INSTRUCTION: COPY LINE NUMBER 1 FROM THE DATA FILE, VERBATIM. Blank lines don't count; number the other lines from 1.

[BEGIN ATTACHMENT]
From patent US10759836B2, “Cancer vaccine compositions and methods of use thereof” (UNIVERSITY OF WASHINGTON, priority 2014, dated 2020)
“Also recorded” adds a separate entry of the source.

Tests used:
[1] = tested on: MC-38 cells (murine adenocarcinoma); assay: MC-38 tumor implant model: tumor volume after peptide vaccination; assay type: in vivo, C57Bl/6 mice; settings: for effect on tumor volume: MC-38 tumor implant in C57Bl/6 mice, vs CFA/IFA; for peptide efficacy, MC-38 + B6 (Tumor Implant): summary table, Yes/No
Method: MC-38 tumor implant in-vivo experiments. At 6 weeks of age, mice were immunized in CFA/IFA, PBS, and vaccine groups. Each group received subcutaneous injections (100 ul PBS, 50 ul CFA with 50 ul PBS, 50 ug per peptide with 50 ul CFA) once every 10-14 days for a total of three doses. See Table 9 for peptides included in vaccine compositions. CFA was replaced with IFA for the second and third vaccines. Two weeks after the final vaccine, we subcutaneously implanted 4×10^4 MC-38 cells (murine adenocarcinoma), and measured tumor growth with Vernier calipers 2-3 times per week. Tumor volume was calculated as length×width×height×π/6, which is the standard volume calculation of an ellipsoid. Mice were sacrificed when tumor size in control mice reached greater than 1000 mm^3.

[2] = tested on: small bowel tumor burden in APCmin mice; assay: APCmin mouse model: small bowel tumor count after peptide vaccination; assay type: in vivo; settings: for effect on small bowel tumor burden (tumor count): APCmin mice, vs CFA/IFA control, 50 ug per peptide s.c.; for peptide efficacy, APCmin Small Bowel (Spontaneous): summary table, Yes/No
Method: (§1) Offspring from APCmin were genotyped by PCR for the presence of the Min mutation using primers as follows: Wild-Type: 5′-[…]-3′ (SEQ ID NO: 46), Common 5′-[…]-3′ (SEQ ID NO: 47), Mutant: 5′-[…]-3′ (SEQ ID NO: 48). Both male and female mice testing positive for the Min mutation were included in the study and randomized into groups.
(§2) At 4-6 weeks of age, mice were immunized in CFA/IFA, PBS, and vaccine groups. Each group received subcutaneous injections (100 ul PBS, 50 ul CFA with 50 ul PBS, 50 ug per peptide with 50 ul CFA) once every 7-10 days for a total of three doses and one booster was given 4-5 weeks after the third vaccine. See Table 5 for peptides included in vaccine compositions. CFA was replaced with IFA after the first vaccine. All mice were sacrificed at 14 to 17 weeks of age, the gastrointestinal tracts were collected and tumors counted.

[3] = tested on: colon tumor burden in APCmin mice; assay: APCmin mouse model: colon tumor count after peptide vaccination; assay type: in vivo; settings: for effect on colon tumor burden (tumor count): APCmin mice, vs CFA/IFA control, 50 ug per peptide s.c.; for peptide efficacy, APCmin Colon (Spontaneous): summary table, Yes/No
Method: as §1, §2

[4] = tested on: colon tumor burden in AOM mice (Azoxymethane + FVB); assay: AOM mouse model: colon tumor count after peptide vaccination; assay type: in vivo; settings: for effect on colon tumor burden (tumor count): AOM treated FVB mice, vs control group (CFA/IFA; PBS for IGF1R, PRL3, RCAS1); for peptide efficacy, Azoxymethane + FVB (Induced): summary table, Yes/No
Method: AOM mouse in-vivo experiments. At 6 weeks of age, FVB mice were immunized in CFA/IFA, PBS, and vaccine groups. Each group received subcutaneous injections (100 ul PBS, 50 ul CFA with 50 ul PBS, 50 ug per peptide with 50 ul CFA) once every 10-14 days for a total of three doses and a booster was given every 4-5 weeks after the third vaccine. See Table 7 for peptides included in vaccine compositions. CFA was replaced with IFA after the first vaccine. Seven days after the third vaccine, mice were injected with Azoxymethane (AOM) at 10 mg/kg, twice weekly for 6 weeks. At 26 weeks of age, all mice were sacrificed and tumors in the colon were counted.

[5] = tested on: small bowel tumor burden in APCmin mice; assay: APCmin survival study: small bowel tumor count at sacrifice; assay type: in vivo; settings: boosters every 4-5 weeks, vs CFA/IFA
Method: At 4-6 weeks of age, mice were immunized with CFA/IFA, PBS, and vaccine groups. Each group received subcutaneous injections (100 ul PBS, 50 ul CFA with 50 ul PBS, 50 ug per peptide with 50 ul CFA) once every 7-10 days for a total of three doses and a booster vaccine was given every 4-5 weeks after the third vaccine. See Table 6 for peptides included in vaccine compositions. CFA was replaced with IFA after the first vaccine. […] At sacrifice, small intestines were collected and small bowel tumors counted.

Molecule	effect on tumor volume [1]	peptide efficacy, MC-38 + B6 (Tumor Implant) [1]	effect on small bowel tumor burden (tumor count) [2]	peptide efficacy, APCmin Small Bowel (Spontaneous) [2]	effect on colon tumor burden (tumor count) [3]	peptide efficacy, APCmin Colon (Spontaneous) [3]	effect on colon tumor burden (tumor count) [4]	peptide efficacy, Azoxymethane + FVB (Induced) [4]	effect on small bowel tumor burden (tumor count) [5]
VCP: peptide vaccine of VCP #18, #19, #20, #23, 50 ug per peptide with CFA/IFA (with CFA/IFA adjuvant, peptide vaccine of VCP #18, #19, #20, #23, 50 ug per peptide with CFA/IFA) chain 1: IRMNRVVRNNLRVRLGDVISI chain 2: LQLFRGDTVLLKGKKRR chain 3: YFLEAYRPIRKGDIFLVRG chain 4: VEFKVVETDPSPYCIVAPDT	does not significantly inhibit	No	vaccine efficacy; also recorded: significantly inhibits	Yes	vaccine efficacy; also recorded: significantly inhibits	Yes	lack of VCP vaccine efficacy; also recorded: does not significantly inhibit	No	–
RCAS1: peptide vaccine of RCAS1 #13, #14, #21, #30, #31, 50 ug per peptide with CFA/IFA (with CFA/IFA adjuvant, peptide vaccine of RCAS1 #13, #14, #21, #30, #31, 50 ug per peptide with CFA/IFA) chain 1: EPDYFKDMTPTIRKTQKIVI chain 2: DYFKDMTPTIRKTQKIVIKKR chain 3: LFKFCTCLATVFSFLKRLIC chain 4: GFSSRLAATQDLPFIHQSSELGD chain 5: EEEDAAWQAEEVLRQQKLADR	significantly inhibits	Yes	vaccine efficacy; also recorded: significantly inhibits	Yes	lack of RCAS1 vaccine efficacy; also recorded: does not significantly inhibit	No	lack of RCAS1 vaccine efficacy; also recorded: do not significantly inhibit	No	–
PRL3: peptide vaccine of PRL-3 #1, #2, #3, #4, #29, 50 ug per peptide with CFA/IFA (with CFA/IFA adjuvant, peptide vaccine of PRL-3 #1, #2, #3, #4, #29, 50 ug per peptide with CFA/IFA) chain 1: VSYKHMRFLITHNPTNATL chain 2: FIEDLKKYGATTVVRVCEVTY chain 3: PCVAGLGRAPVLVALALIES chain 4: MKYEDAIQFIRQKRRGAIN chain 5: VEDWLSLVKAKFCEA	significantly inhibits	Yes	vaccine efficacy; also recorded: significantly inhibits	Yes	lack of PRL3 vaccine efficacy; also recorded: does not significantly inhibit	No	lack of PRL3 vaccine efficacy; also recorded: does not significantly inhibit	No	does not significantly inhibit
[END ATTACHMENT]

From patent US10759836B2, “Cancer vaccine compositions and methods of use thereof” (UNIVERSITY OF WASHINGTON, priority 2014, dated 2020)